Born: January 8, 1792, Medfield, Massachusetts.
Died: August 11, 1872, at his home,
Silver Spring, in Orange, New Jersey.
Buried: Rosedale Cemetery, Montclair, New Jersey.
Lowell was the son of Johnson Mason and Caty Hartshorn, husband of Abigail Gregory, brother of Timothy Mason, and father of William Mason.
Lowell showed an intense interest in music from childhood. He lived in Savannah, Georgia, for 15 years, working as a bank clerk, but pursuing his true love—music—on the side.
He studied with Friedrich Leopold Abel, improving his skills to the point where he began composing his own music.
Numerous publishers in Philadelphia and Boston rejected his early work, until it was finally accepted in 1822 by the Handel and Haydn Society of Boston, Massachusetts, his native state.
However, the collection did not even carry Mason’s name:
I was then a bank officer in Savannah, and did not wish to be known as a musical man, as I had not the least thought of ever making music a profession.
Little did he know that
rejected collection would eventually go through 17 editions (some sources say 21) and sell 50,000 copies. It was adopted by singing schools in New England, and eventually church choirs.
After seeing the success of his work, Mason returned to Boston in 1826. He also became the director of music at the Hanover, Green, and Park Street churches, alternating six months with each one.
He finally made a permanent arrangement with the Bowdoin Street Church, but still held his teller job at the American Bank.
Music continued to pull on him, though: He became president of the Handel and Haydn Society in 1827. And it was in Boston that Mason became the first music teacher in an American public school.
In 1833, he co-founded the Boston Academy of Music. In 1838, he became music superintendent for the Boston schools. Mason wrote over 1,600 religious works, and is often called the
father of American church music.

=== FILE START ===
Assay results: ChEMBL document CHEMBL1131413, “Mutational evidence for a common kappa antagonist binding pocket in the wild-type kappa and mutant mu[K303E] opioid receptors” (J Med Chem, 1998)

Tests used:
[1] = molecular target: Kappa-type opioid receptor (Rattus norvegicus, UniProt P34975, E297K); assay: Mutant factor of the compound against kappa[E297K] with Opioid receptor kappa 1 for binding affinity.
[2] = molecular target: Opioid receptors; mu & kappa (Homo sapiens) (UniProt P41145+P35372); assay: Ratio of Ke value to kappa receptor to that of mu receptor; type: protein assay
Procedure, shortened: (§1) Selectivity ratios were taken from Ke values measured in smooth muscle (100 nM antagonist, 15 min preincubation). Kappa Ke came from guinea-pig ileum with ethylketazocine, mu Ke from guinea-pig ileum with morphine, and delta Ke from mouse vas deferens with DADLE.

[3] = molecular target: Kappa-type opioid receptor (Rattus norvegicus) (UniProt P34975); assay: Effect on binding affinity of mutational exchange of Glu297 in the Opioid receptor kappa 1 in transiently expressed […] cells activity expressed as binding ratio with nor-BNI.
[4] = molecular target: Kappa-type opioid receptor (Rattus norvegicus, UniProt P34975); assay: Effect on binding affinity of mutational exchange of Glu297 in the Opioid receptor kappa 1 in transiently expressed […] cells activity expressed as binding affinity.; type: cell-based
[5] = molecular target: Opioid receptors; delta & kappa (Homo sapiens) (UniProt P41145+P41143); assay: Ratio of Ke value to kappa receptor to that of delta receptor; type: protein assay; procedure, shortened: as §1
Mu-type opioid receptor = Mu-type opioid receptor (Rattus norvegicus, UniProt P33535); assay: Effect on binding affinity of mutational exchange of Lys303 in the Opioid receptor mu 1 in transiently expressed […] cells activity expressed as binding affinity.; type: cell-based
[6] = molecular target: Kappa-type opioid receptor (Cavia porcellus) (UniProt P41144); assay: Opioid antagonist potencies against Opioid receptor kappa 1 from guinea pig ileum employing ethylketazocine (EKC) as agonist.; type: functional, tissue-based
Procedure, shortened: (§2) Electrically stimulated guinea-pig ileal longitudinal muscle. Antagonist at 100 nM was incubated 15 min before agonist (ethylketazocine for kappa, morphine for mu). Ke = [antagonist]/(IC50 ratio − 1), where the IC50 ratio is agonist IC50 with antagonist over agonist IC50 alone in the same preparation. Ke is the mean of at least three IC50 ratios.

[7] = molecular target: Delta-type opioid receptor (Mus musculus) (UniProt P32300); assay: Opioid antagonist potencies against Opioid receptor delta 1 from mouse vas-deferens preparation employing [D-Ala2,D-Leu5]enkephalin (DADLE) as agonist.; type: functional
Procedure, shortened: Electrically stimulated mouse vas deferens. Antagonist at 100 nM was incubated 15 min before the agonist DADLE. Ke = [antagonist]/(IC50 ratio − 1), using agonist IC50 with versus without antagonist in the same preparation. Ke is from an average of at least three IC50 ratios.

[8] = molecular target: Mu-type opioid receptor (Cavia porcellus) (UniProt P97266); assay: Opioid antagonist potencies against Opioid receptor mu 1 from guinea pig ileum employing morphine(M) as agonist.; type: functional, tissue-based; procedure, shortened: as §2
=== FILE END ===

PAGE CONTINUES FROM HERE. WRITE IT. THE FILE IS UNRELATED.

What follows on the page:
The following sketch appeared 10 years after Mason’s death, in The Song Friend, Volume 3, number 5 (Chicago, Illinois: Solomon W. Straub, 5 March 1882), page 1.
Dr. Lowell Mason, the father of Henry Mason and Lowell Mason, of the Mason & Hamlin Organ Co., and Dr. Wm. Mason, the eminent composer, was born in Medford [sic], Mass., Jan. 8, 1792. At 21 years of age he removed to Savannah, Ga., where he remained for fourteen years; devoted himself to teaching vocal and instrumental music; was organist and choir-leader in one of the largest churches, and was also engaged in the service of one the banking houses.
At the age of 35 he returned to Boston, where for many years he was conductor of the Handel and Haydn Society. He also, in connection with Mr. George James Webb, established the Boston Academy of Music, the first regularly chartered music-school in the country, and introduced singing as a branch of instruction in the public schools.
Shortly after his return from the South he issued his first church music book, The Handel and Haydn Society’s Collection, followed by the Carmina Sacra and others which have been instrumental in popularizing the study of church music, and which completely revolutionized the character of the music in use in our churches.
He was for a long time intimately associated with Dr. Woodbridge, Horace Mann and other celebrated reformers in popular education, and devoted much time and labor to the instruction and training of teachers of singing in Normal schools established for that purpose.
The later years of his life were spent for the most part at his home, Silver Spring, in Orange, New Jersey, where he died August 11, 1872, at the age of eighty years.
Many people not personally acquainted with Dr. Mason fall into the mistake of attributing his success to a happy combination of circumstances, as the profession of music offered a comparatively new and unoccupied field of enterprise at the time he entered it.
The truth is, Dr. Mason would have been equally distinguished in any profession; he would have made a great lawyer, judge, or physician, had he chosen the profession of law or medicine.
He was not a great musician, perhaps in the technical sense. He was not a great singer or player or composer. But he was a great man; he had that keen, logical and analytical quality of mind which enabled him to go to the root of things. He saw that all genuine reform must begin at the foundation.
At the time he issued his first book for use in singing-schools the text books of musical notation contained only a confused jumble of obscure and contradictory statements, with a few exercises for practice, thrown together without much regard being paid to anything like orderly arrangement or method. Dr. Mason changed all this, and gave us a system of notation which for clearness of statement, and orderly, progressive arrangement, is unsurpassed.
No person could be brought into contact with Dr. Mason without feeling the influence of this strong personality, and we can safely say that this influence was always in the right direction. He had that simple dignity and nobility of character which seemed to stimulate and purify the purposes and aims of those who came under his influence. No man hated falsehood and shams more heartily than he, or detected and exposed them with greater keenness and certainty.